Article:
A ringside view of the 21st century’s deadliest disease
Being a covid patient could make one mull over the theory of 'social proof', by which individuals assume that others’ behaviour is appropriate and they are influenced by others’ actions, attitudes and beliefs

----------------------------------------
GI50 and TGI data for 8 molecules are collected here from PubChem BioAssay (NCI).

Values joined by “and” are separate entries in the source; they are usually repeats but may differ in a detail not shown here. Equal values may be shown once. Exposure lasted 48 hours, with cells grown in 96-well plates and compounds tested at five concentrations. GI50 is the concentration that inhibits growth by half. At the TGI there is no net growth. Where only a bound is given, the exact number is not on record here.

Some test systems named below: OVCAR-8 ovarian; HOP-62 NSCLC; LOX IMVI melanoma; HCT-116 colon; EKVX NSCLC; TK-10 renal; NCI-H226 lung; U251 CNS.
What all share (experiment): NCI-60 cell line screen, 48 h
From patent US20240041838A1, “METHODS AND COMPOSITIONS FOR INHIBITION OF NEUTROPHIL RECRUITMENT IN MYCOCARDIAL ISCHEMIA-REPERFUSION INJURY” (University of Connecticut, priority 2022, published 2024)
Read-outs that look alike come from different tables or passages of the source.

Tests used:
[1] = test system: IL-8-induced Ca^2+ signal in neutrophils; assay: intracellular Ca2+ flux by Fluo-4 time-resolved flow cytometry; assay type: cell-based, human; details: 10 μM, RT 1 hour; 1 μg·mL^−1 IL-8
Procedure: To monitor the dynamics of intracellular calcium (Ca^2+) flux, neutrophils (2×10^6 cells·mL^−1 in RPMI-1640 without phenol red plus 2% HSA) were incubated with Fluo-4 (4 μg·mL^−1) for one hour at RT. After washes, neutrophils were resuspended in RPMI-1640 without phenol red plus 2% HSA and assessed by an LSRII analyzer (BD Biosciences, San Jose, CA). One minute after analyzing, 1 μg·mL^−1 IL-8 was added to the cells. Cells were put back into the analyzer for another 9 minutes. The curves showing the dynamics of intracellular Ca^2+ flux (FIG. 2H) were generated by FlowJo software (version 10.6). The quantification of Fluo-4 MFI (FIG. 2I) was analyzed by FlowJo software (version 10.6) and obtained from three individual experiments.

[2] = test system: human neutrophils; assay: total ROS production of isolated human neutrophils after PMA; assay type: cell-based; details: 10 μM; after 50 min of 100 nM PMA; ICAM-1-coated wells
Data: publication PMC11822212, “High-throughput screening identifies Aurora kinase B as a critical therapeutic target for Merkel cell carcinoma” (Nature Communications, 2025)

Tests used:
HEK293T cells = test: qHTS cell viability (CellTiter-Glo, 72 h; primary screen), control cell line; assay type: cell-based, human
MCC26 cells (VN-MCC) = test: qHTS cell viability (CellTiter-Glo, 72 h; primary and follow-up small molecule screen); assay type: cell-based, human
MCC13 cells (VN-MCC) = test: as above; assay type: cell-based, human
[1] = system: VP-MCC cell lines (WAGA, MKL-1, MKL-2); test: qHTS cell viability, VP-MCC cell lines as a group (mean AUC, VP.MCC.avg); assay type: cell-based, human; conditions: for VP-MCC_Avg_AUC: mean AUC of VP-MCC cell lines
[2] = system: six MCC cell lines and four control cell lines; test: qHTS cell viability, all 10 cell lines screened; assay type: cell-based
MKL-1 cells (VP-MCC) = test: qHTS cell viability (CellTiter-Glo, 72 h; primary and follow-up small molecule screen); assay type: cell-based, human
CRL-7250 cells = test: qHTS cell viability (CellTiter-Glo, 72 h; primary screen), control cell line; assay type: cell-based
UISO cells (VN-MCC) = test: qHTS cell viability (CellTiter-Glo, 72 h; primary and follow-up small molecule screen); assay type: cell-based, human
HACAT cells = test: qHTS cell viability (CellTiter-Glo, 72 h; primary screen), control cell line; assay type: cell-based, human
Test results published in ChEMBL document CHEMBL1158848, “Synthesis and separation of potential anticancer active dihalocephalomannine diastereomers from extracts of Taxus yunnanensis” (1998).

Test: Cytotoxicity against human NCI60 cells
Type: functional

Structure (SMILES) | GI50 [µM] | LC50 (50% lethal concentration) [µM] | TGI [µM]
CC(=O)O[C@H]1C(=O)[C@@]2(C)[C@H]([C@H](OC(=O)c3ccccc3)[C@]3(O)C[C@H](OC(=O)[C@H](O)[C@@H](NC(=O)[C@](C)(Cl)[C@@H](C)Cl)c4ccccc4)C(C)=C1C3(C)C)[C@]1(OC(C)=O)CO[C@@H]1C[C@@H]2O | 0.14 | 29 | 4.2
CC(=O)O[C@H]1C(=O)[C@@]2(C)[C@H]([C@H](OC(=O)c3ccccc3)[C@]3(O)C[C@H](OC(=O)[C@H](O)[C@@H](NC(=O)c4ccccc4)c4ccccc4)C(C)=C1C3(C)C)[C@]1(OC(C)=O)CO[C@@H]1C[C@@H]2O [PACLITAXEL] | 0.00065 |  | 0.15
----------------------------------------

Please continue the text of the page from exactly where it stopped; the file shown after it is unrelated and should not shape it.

A ringside view of the dreaded covid is not what one would consider remotely desirable. Yet, when one does get a chance, unwittingly as it were, to go through the “jaws of the pandemic", one has to consider it a chance of a lifetime. As I went through a phase of moving from covid negative to positive to “recovered" to “hospitalized" and further, I tried to adopt a detached view and see the disease for what it really is. There were some invaluable lessons, even as I tried to go through Richard Thaler’s Misbehaving: The Making of Behavioral Economics, for fresh perspectives on my own behaviour. As newspapers splashed the story of a likely new vaccine, I could see that the battle with the pandemic can never be won through vaccines alone. It would require a multi-pronged approach, identifying every stage of the disease, understanding the behavioural dimensions of decision-making at each stage, and designing behavioural interventions for each.